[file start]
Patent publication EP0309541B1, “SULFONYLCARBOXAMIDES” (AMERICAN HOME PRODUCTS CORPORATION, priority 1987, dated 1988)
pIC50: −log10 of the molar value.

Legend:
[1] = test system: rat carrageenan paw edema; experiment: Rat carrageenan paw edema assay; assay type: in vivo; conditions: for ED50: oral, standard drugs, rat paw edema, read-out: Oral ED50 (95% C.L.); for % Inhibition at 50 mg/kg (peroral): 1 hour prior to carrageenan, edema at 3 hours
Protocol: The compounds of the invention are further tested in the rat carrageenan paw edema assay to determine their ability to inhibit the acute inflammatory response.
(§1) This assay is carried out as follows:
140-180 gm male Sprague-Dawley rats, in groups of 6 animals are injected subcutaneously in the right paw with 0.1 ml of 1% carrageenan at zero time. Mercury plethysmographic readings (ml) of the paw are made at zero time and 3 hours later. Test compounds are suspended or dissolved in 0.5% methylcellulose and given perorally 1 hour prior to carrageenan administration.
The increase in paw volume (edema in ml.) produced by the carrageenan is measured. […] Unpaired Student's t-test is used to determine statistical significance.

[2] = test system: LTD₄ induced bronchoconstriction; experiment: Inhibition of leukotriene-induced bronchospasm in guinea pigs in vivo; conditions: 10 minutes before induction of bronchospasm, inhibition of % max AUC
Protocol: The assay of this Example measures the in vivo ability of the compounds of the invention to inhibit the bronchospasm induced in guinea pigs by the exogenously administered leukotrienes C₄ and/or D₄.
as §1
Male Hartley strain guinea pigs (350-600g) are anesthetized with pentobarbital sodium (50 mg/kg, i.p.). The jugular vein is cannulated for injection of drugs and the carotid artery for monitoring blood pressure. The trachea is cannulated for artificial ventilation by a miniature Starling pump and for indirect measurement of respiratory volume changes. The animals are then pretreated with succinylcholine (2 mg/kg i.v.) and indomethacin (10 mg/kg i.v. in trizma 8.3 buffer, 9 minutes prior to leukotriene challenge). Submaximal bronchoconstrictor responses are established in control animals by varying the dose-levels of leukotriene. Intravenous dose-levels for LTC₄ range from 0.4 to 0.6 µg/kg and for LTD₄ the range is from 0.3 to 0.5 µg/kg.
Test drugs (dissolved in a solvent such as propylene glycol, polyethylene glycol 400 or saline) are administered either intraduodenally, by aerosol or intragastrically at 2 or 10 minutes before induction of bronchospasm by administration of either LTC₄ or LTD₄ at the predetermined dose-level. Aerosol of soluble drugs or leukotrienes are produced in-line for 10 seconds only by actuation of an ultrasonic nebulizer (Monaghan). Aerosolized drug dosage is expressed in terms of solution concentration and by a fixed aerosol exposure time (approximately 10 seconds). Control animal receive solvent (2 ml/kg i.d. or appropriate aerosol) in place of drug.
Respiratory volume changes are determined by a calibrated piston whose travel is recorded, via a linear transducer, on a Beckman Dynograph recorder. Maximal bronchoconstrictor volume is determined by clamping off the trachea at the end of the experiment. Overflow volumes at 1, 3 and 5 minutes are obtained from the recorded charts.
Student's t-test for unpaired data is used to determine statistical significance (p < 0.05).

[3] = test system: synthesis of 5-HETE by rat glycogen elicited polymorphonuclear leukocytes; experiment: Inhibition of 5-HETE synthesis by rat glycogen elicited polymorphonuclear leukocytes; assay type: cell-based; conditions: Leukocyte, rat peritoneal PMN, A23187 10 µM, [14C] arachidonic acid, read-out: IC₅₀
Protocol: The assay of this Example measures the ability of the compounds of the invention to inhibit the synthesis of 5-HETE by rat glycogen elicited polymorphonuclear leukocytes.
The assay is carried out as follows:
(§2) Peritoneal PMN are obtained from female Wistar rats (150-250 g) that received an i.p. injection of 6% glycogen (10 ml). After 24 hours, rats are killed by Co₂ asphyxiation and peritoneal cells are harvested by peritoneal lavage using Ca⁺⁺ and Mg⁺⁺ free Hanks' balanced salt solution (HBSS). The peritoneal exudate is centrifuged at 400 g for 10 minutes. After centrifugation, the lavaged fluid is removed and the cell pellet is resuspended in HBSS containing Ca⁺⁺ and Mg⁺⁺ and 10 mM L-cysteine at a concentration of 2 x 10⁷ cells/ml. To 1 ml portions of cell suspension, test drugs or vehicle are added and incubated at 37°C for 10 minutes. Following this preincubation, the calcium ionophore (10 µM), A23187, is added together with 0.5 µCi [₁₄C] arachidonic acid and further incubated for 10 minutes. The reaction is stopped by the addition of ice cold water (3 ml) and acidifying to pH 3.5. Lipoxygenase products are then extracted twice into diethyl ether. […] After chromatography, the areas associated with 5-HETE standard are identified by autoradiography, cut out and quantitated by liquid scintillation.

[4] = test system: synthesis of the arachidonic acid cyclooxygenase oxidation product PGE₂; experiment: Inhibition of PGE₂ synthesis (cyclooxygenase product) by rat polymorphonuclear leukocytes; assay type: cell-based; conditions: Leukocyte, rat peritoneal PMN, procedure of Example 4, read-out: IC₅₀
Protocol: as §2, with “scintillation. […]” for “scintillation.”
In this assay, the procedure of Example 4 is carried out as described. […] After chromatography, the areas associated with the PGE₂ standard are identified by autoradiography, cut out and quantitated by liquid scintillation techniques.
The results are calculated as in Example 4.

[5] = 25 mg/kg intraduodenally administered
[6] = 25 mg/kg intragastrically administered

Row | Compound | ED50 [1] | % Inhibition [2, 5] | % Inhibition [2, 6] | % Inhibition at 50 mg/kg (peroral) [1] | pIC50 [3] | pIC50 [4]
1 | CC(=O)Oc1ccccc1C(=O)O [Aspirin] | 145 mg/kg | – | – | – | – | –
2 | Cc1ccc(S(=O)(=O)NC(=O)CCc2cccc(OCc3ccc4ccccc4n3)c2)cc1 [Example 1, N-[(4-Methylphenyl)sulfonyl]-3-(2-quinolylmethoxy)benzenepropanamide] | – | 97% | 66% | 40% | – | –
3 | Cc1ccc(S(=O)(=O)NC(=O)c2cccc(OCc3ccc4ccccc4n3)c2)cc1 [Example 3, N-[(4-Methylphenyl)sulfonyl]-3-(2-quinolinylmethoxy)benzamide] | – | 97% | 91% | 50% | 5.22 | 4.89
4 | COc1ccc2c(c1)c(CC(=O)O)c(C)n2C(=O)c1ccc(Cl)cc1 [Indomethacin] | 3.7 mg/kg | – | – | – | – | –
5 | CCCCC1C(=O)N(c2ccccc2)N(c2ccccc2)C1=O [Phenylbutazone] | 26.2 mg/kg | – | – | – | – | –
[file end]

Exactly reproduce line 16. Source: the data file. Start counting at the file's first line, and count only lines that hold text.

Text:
[3] = test system: synthesis of 5-HETE by rat glycogen elicited polymorphonuclear leukocytes; experiment: Inhibition of 5-HETE synthesis by rat glycogen elicited polymorphonuclear leukocytes; assay type: cell-based; conditions: Leukocyte, rat peritoneal PMN, A23187 10 µM, [14C] arachidonic acid, read-out: IC₅₀